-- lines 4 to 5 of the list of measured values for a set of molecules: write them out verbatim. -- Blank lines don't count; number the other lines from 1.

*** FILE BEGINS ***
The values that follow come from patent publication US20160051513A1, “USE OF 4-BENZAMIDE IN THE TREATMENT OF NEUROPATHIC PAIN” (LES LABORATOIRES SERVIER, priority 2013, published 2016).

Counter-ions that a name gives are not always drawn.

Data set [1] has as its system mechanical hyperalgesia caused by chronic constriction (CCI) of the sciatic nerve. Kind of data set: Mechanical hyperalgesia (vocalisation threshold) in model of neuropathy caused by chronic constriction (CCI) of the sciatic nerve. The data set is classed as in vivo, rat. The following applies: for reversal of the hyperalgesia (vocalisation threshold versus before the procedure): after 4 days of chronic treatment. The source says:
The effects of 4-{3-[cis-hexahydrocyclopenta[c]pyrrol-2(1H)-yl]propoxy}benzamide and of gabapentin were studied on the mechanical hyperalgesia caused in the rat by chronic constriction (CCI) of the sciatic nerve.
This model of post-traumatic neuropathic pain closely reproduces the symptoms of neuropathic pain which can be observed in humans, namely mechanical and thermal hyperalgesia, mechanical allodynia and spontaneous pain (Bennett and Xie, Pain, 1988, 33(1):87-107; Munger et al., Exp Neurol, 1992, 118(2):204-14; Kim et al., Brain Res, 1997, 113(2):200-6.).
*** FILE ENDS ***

The effects of 4-{3-[cis-hexahydrocyclopenta[c]pyrrol-2(1H)-yl]propoxy}benzamide and of gabapentin were studied on the mechanical hyperalgesia caused in the rat by chronic constriction (CCI) of the sciatic nerve.
This model of post-traumatic neuropathic pain closely reproduces the symptoms of neuropathic pain which can be observed in humans, namely mechanical and thermal hyperalgesia, mechanical allodynia and spontaneous pain (Bennett and Xie, Pain, 1988, 33(1):87-107; Munger et al., Exp Neurol, 1992, 118(2):204-14; Kim et al., Brain Res, 1997, 113(2):200-6.).